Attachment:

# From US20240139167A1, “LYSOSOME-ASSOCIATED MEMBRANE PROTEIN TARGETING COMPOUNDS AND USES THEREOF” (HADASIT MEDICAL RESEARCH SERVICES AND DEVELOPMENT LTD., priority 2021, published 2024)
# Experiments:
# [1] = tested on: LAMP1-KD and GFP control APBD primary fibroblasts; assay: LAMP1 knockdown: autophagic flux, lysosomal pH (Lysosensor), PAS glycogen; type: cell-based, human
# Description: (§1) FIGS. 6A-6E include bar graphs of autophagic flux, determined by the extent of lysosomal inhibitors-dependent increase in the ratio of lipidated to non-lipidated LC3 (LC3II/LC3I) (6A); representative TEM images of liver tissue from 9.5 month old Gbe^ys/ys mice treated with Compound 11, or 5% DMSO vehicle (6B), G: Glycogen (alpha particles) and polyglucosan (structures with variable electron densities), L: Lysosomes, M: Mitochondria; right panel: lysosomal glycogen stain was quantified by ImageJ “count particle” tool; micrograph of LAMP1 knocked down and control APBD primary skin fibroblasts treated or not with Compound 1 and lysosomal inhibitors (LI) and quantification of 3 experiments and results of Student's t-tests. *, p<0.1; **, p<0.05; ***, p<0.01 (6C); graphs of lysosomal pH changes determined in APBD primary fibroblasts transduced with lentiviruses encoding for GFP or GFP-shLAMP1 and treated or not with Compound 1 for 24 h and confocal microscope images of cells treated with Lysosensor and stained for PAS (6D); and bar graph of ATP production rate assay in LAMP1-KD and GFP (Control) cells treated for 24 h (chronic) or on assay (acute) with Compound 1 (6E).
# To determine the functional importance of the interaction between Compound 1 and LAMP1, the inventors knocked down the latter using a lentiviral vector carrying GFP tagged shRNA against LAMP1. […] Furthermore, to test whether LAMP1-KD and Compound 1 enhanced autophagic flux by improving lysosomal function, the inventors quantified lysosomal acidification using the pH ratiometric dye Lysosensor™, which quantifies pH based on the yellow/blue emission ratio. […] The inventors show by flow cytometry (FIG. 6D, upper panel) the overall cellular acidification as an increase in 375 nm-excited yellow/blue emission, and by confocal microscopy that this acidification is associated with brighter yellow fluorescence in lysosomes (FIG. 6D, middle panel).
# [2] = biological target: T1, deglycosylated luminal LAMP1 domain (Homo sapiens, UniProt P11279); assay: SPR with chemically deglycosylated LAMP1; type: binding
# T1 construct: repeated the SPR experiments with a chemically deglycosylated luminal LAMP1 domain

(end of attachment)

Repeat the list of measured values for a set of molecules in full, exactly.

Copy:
# From US20240139167A1, “LYSOSOME-ASSOCIATED MEMBRANE PROTEIN TARGETING COMPOUNDS AND USES THEREOF” (HADASIT MEDICAL RESEARCH SERVICES AND DEVELOPMENT LTD., priority 2021, published 2024)
# Experiments:
# [1] = tested on: LAMP1-KD and GFP control APBD primary fibroblasts; assay: LAMP1 knockdown: autophagic flux, lysosomal pH (Lysosensor), PAS glycogen; type: cell-based, human
# Description: (§1) FIGS. 6A-6E include bar graphs of autophagic flux, determined by the extent of lysosomal inhibitors-dependent increase in the ratio of lipidated to non-lipidated LC3 (LC3II/LC3I) (6A); representative TEM images of liver tissue from 9.5 month old Gbe^ys/ys mice treated with Compound 11, or 5% DMSO vehicle (6B), G: Glycogen (alpha particles) and polyglucosan (structures with variable electron densities), L: Lysosomes, M: Mitochondria; right panel: lysosomal glycogen stain was quantified by ImageJ “count particle” tool; micrograph of LAMP1 knocked down and control APBD primary skin fibroblasts treated or not with Compound 1 and lysosomal inhibitors (LI) and quantification of 3 experiments and results of Student's t-tests. *, p<0.1; **, p<0.05; ***, p<0.01 (6C); graphs of lysosomal pH changes determined in APBD primary fibroblasts transduced with lentiviruses encoding for GFP or GFP-shLAMP1 and treated or not with Compound 1 for 24 h and confocal microscope images of cells treated with Lysosensor and stained for PAS (6D); and bar graph of ATP production rate assay in LAMP1-KD and GFP (Control) cells treated for 24 h (chronic) or on assay (acute) with Compound 1 (6E).
# To determine the functional importance of the interaction between Compound 1 and LAMP1, the inventors knocked down the latter using a lentiviral vector carrying GFP tagged shRNA against LAMP1. […] Furthermore, to test whether LAMP1-KD and Compound 1 enhanced autophagic flux by improving lysosomal function, the inventors quantified lysosomal acidification using the pH ratiometric dye Lysosensor™, which quantifies pH based on the yellow/blue emission ratio. […] The inventors show by flow cytometry (FIG. 6D, upper panel) the overall cellular acidification as an increase in 375 nm-excited yellow/blue emission, and by confocal microscopy that this acidification is associated with brighter yellow fluorescence in lysosomes (FIG. 6D, middle panel).
# [2] = biological target: T1, deglycosylated luminal LAMP1 domain (Homo sapiens, UniProt P11279); assay: SPR with chemically deglycosylated LAMP1; type: binding
# T1 construct: repeated the SPR experiments with a chemically deglycosylated luminal LAMP1 domain